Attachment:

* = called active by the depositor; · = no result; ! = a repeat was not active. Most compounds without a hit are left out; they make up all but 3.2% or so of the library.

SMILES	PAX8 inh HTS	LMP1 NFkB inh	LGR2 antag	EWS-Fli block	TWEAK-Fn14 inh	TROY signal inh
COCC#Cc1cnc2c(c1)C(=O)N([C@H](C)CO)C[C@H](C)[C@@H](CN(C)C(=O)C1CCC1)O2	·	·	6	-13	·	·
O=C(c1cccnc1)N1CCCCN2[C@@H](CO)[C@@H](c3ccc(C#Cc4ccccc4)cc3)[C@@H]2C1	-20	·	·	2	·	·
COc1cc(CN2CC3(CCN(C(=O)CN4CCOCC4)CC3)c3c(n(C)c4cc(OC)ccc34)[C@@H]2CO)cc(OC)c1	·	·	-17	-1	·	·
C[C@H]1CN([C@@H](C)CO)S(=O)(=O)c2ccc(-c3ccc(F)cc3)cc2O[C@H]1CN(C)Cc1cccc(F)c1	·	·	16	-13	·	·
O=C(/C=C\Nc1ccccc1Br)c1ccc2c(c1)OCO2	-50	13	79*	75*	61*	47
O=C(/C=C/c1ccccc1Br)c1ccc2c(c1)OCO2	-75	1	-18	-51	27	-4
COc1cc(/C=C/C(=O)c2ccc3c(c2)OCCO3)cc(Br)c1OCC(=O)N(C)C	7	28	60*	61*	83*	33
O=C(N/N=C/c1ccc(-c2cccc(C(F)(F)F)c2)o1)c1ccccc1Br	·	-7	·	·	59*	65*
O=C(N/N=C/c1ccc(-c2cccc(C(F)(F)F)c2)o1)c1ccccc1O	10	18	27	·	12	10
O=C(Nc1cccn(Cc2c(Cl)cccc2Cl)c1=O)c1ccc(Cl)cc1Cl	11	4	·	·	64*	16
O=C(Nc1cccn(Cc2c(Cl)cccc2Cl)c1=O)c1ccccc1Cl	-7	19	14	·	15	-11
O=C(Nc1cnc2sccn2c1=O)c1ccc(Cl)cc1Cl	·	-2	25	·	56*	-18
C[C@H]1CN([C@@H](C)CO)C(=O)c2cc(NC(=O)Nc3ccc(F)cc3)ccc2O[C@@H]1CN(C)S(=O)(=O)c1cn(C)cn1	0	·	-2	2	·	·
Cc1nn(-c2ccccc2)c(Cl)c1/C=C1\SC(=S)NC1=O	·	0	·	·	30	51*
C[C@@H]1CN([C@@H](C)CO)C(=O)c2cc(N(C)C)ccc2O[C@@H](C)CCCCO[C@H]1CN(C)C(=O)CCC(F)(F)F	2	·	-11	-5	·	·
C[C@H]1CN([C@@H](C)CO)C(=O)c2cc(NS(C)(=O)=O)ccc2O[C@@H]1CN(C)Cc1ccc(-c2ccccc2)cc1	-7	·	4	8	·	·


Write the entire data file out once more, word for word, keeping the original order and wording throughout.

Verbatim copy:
* = called active by the depositor; · = no result; ! = a repeat was not active. Most compounds without a hit are left out; they make up all but 3.2% or so of the library.

SMILES	PAX8 inh HTS	LMP1 NFkB inh	LGR2 antag	EWS-Fli block	TWEAK-Fn14 inh	TROY signal inh
COCC#Cc1cnc2c(c1)C(=O)N([C@H](C)CO)C[C@H](C)[C@@H](CN(C)C(=O)C1CCC1)O2	·	·	6	-13	·	·
O=C(c1cccnc1)N1CCCCN2[C@@H](CO)[C@@H](c3ccc(C#Cc4ccccc4)cc3)[C@@H]2C1	-20	·	·	2	·	·
COc1cc(CN2CC3(CCN(C(=O)CN4CCOCC4)CC3)c3c(n(C)c4cc(OC)ccc34)[C@@H]2CO)cc(OC)c1	·	·	-17	-1	·	·
C[C@H]1CN([C@@H](C)CO)S(=O)(=O)c2ccc(-c3ccc(F)cc3)cc2O[C@H]1CN(C)Cc1cccc(F)c1	·	·	16	-13	·	·
O=C(/C=C\Nc1ccccc1Br)c1ccc2c(c1)OCO2	-50	13	79*	75*	61*	47
O=C(/C=C/c1ccccc1Br)c1ccc2c(c1)OCO2	-75	1	-18	-51	27	-4
COc1cc(/C=C/C(=O)c2ccc3c(c2)OCCO3)cc(Br)c1OCC(=O)N(C)C	7	28	60*	61*	83*	33
O=C(N/N=C/c1ccc(-c2cccc(C(F)(F)F)c2)o1)c1ccccc1Br	·	-7	·	·	59*	65*
O=C(N/N=C/c1ccc(-c2cccc(C(F)(F)F)c2)o1)c1ccccc1O	10	18	27	·	12	10
O=C(Nc1cccn(Cc2c(Cl)cccc2Cl)c1=O)c1ccc(Cl)cc1Cl	11	4	·	·	64*	16
O=C(Nc1cccn(Cc2c(Cl)cccc2Cl)c1=O)c1ccccc1Cl	-7	19	14	·	15	-11
O=C(Nc1cnc2sccn2c1=O)c1ccc(Cl)cc1Cl	·	-2	25	·	56*	-18
C[C@H]1CN([C@@H](C)CO)C(=O)c2cc(NC(=O)Nc3ccc(F)cc3)ccc2O[C@@H]1CN(C)S(=O)(=O)c1cn(C)cn1	0	·	-2	2	·	·
Cc1nn(-c2ccccc2)c(Cl)c1/C=C1\SC(=S)NC1=O	·	0	·	·	30	51*
C[C@@H]1CN([C@@H](C)CO)C(=O)c2cc(N(C)C)ccc2O[C@@H](C)CCCCO[C@H]1CN(C)C(=O)CCC(F)(F)F	2	·	-11	-5	·	·
C[C@H]1CN([C@@H](C)CO)C(=O)c2cc(NS(C)(=O)=O)ccc2O[C@@H]1CN(C)Cc1ccc(-c2ccccc2)cc1	-7	·	4	8	·	·